televisions
  • Editors' Choice

Panasonic Viera TC-P60S60 Plasma TV Review

60 in.

Peerless black levels and grade A color accuracy for less than half of what you'd pay in years past

Our editors review and recommend products to help you buy the stuff you need. If you make a purchase by clicking one of our links, we may earn a small share of the revenue. Our picks and opinions are independent from any business incentives.

Introduction

Welcome to the Science section, the place where we put all the requisite jargon and numerical data to support our wild and crazy claims on the front page. When we tout that a television's color accuracy is spot on, or that it's too dim for even a vampire bat, the test results, charts, and data to support those claims are all here.

Calibration

Calibrate the S60 in Cinema mode to repeat our results.

We calibrate each TV we test prior to testing its black level, picture level, and color accuracy. We calibrate in conjunction with Dr. Ray Soneira's DisplayMate software, using a full suite of test patterns and scripts (as well as the Konica Minolta CS-200 colorimeter) to optimize a television's performance. We do not, however, use any calibrator menus or tweak any settings not available to the general public. All of our results are repeatable at home using the TV's basic menu.

We calibrated the Panasonic Viera TC-P60S60 in Cinema mode (there are also Standard, Home Theater, Vivid, and User picture modes). We raised Panasonic's pre-set Contrast of 85 to 100, increasing the differentiation between video gain and shadow details. We also lowered Panasonic's pre-set Brightness of 0 to -12, deepening the shadow detail while still maintaining steady gradation differentiation between steps 17-234.

Advertisement - Continue Reading Below

Color Gamut

The S60 tested with a highly accurate rec. 709 color gamut.

Like a handful of Panasonic's 2012 plasmas, the P60S60 tested with an almost perfect color gamut. A television's color gamut is a visual representation of the 16 million colors it can produce, measured against the international ideal for HDTV color accuracy (rec. 709). The S60's peak red, green, blue, and white were almost perfectly matched to the rec. 709 ideal: Differentiations between the tested gamut and the ideal gamut were not extreme enough to be detected by the naked human eye. This is, naturally, a great result.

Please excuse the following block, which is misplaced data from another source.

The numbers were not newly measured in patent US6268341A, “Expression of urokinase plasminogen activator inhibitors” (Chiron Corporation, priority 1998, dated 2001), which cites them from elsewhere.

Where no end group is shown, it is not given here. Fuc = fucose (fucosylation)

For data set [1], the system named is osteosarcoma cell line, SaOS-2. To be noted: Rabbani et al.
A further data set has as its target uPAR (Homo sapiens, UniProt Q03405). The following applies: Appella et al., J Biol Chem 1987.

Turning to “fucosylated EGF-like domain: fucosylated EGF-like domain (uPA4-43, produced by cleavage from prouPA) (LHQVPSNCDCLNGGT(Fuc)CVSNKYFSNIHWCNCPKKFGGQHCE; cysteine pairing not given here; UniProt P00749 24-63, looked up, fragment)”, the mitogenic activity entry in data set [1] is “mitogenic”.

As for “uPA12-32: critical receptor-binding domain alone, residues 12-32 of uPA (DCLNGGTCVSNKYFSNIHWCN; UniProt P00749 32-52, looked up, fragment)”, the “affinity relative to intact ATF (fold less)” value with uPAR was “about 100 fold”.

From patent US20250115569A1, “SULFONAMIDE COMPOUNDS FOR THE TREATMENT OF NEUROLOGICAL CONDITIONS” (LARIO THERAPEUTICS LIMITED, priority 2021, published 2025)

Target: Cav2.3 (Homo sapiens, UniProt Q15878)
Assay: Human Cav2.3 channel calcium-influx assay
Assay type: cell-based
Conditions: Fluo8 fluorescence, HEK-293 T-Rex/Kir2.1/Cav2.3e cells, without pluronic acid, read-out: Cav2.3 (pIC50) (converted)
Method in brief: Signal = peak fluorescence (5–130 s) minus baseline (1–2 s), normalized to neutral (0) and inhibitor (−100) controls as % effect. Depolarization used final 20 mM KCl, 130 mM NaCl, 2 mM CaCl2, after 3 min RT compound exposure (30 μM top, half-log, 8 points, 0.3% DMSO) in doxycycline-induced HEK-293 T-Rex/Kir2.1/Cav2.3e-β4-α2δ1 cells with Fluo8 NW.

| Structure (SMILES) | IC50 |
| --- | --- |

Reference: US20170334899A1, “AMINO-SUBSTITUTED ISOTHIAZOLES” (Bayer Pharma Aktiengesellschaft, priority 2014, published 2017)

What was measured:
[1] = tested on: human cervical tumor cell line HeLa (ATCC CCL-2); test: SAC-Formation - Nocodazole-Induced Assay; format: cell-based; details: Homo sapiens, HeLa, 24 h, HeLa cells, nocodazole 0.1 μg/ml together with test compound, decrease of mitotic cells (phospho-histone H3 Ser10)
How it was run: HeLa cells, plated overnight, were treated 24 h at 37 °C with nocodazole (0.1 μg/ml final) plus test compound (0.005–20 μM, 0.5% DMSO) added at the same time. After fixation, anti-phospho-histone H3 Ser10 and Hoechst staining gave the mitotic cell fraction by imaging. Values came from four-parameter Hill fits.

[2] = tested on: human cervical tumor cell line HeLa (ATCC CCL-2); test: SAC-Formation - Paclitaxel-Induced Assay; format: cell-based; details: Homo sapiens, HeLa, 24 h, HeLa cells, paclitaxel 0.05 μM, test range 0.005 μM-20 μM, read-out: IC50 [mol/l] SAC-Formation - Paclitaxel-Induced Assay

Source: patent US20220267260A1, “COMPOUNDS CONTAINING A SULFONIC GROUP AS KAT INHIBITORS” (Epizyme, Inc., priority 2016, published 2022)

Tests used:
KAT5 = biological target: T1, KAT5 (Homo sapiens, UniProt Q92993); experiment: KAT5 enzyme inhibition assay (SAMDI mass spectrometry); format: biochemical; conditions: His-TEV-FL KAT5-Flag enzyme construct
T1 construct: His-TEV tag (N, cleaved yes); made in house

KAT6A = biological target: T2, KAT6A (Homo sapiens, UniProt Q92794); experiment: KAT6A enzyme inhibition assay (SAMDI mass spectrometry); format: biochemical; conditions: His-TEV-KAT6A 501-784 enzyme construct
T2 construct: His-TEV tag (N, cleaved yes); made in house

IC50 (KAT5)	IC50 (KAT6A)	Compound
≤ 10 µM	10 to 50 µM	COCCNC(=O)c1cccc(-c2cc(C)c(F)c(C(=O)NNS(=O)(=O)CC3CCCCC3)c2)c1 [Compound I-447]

Black Level

The S60's black level crushed the high-end competition.

The Panasonic Viera TC-P60S60 tested with a black level of 0.01 cd/m2. Black level is an important factor in creating contrast within images, rendering realistic shadow detail within shades and colors, and maintaining panel integrity for a television: The S60's black level was the most impressive we've seen in months.

The P60S60 tested with deeper blacks than Samsung's flagship plasma from 2012 (our best of year, the E8000), Panasonic's own flagship plasma (the VT50) from last year, and Sony's 2012 flagship LCD (the HX950). Needless to say, this is very impressive, especially when you consider that those televisions cost between two and four times as much as the 60-inch S60.

The S60's total, natural contrast ratio is over 9000:1, which is absolutely huge for a lower-end TV with no extra processing or dynamic settings active.

Other Tests

Viewing angle, color temperature, color curves, and greyscale gamma

The S60's motion results and horizontal viewing angle were both quite good, which is usually the case with plasmas. Likewise, this TV consumes a lot of power: You'll be paying about $40 a year for it if you watch it every day.

Our editors review and recommend products to help you buy the stuff you need. If you make a purchase by clicking one of our links, we may earn a small share of the revenue. Our picks and opinions are independent from any business incentives.
Our editors review and recommend products to help you buy the stuff you need. If you make a purchase by clicking one of our links, we may earn a small share of the revenue. Our picks and opinions are independent from any business incentives.
Advertisement - Continue Reading Below
Our editors review and recommend products to help you buy the stuff you need. If you make a purchase by clicking one of our links, we may earn a small share of the revenue. Our picks and opinions are independent from any business incentives.

What's Your Take?

All Comments